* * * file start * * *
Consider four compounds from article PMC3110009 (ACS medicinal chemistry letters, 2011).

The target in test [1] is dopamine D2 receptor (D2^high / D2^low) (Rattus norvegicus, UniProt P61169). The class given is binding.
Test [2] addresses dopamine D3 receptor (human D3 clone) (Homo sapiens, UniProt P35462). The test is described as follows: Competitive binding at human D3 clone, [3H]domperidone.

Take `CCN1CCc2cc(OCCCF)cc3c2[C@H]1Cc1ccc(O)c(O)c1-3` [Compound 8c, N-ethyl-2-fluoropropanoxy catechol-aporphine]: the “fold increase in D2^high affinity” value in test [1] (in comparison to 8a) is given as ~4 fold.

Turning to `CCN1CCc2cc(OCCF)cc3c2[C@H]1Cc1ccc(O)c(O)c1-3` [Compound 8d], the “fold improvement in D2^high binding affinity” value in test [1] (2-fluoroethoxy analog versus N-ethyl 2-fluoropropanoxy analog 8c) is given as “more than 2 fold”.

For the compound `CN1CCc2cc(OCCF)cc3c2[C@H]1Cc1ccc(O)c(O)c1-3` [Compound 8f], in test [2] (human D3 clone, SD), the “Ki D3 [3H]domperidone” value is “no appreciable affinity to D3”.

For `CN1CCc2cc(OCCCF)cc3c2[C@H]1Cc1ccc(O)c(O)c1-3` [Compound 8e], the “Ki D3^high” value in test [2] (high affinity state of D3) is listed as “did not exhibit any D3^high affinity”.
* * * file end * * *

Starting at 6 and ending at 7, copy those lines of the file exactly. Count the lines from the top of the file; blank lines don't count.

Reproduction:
For the compound `CN1CCc2cc(OCCF)cc3c2[C@H]1Cc1ccc(O)c(O)c1-3` [Compound 8f], in test [2] (human D3 clone, SD), the “Ki D3 [3H]domperidone” value is “no appreciable affinity to D3”.

For `CN1CCc2cc(OCCCF)cc3c2[C@H]1Cc1ccc(O)c(O)c1-3` [Compound 8e], the “Ki D3^high” value in test [2] (high affinity state of D3) is listed as “did not exhibit any D3^high affinity”.